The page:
We need your help now

Support from readers like you keeps The Journal open.

You are visiting us because we have something you value. Independent, unbiased news that tells the truth. Advertising revenue goes some way to support our mission, but this year it has not been enough.

If you've seen value in our reporting, please contribute what you can, so we can continue to produce accurate and meaningful journalism. For everyone who needs it.

Shutterstock/J.A. Ross
Culture Magazine

Discover the 'Entrance of the Underworld', located off the coast of West Cork

The fascinating history of Bull Rock Island and the remarkable remains of the home to generations of Lighthouse keepers in West Cork.

OF ALL THE beautiful sites to visit around Ireland, there is one that is particularly spectacular to see, not only for the stunning surroundings but for its incomprehensible setting (by today’s standards) as a former place of dwelling. 

Bull Rock Island, located in the Beara Peninsula in West Cork, is a magnificent (and lesser known) site that needs to be seen to be believed. Burrowed in the face of the rugged rocky mound is a ghost-like grand structure which was once the home of the island’s lighthouse keeper. Enveloped by the rock, the two-storey house emanates an eeriness, it seems impossible to conceive how it was ever possible for this site to have been liveable.

bullrocktunnelandlighthousewestcorkireland Shutterstock / Corey Macri Shutterstock / Corey Macri / Corey Macri

Beneath the precarious setting of the abandoned and derelict structure, is an archway which can be passed through, allowing visitors to the extraordinary attraction to pass through the island. The archway, created naturally over its long life, has been described as an ‘Entrance to the Underworld’.

bullrocksouthwestofdurseyislandincountycork Shutterstock / J.A. Ross Shutterstock / J.A. Ross / J.A. Ross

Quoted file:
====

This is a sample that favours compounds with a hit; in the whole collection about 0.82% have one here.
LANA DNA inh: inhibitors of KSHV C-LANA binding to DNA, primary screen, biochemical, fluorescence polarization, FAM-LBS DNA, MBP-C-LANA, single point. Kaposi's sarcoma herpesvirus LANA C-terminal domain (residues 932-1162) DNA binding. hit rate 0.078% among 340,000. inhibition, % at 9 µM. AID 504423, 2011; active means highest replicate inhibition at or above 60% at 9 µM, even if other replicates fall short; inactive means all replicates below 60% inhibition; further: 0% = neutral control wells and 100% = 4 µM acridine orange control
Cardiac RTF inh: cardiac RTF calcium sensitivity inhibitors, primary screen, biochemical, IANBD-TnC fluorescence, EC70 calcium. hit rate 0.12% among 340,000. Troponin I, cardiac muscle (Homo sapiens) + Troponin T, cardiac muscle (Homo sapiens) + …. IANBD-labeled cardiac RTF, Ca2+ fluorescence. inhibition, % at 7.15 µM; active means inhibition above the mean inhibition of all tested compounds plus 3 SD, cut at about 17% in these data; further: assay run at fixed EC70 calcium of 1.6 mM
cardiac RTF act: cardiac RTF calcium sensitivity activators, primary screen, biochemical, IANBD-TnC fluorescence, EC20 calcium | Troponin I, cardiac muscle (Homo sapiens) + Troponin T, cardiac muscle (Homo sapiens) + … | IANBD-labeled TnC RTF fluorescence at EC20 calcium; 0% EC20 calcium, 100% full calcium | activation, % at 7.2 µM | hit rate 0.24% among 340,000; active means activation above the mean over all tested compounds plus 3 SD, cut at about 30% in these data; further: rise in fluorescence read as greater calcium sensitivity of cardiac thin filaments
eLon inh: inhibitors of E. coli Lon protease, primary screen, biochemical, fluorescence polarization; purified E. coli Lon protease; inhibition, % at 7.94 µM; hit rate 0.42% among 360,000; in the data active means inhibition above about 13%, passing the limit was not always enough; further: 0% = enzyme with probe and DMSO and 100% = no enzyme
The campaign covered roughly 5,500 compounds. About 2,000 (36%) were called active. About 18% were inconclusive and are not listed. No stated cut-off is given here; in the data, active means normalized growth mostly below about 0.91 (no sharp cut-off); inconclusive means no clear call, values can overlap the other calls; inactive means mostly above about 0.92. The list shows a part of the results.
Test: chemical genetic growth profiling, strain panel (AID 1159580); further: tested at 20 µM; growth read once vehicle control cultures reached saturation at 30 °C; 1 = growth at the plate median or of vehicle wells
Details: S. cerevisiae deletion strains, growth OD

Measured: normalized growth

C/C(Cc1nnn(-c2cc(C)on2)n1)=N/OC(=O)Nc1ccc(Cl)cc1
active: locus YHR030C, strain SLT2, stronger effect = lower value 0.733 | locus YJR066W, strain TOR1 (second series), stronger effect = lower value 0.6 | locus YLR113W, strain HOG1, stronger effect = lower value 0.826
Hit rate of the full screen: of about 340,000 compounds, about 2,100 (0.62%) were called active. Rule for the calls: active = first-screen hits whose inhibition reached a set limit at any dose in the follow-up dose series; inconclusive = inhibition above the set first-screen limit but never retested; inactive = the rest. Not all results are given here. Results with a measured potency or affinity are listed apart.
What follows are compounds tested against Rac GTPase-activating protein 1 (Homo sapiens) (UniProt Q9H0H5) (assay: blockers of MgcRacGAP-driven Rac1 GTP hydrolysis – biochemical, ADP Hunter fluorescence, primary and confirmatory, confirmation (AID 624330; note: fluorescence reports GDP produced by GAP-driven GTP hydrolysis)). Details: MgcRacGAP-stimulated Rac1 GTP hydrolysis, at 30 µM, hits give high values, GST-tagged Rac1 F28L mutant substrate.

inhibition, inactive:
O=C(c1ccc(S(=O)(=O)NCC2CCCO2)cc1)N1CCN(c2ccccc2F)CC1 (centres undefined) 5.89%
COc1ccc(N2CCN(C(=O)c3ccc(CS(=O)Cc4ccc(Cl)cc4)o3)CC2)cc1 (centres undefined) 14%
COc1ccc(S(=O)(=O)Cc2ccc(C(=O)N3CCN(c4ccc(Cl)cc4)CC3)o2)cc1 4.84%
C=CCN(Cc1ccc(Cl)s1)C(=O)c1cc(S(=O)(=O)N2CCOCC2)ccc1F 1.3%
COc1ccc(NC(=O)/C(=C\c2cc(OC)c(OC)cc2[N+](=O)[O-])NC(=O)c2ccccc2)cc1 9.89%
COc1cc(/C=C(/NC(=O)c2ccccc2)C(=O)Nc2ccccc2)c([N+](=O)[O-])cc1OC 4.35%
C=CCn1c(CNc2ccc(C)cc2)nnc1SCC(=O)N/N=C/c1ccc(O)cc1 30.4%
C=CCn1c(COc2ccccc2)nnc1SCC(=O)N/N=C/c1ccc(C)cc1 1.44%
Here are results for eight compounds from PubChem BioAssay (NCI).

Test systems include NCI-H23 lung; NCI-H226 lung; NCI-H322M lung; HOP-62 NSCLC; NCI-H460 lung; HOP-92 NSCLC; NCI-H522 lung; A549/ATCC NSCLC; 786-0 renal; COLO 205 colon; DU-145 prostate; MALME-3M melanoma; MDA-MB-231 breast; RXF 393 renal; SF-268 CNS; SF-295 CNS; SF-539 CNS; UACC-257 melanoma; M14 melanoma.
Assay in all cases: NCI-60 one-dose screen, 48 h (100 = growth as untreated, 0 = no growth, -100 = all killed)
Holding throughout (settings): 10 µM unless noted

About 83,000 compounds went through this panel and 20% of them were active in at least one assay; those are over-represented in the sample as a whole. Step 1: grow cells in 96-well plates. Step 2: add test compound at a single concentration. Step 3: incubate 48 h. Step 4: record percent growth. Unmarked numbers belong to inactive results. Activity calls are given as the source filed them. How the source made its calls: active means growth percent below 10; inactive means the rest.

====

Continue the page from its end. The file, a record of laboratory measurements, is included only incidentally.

Neighbouring the more popular Dursey Island, the history of Bull Rock Island goes back to the mid-nineteenth century. The island’s lighthouse was built in 1864, constructed by Henry Grissell – known as ‘Iron Henry’ – who was responsible for the development of several infrastructures in his motherland of England as well as Russia, Egypt, and of course, off Ireland’s southern coast. 

Unfortunately, the lighthouse was met with a terrible end after a relatively brief tenure. In 1881, on a stormy night, the lighthouse was significantly damaged during the treacherous weather. The structure remained untouched for almost a decade before it was repaired and became functional again in 1889.

For a century – minus the period when the lighthouse lay dormant in the wake of its weather-induced destruction – the Bull Rock Island lighthouse continued to be operational in the traditional sense, with physical keepers maintaining its service, until 1991 when an automated technology took over.

bullrocktunnelandlighthousewestcorkireland Shutterstock / Corey Macri Shutterstock / Corey Macri / Corey Macri

Today, it is possible to visit the incredible Bull Rock Island, although it is not possible to access its land. Take a boat trip to see the island, which stands at 93 metres in height, and the surrounding sites such as Dursey Island, Cow Rock and Calf Rock. On a clear day, when out on a boat tour of Bull Rock Island, in the distance you can see the Skelligs.

Your Voice
Readers Comments
This is YOUR comments community. Stay civil, stay constructive, stay on topic. Please familiarise yourself with our comments policy here before taking part.
Leave a Comment
    Submit a report
    Please help us understand how this comment violates our community guidelines.
    Thank you for the feedback
    Your feedback has been sent to our team for review.

    Leave a commentcancel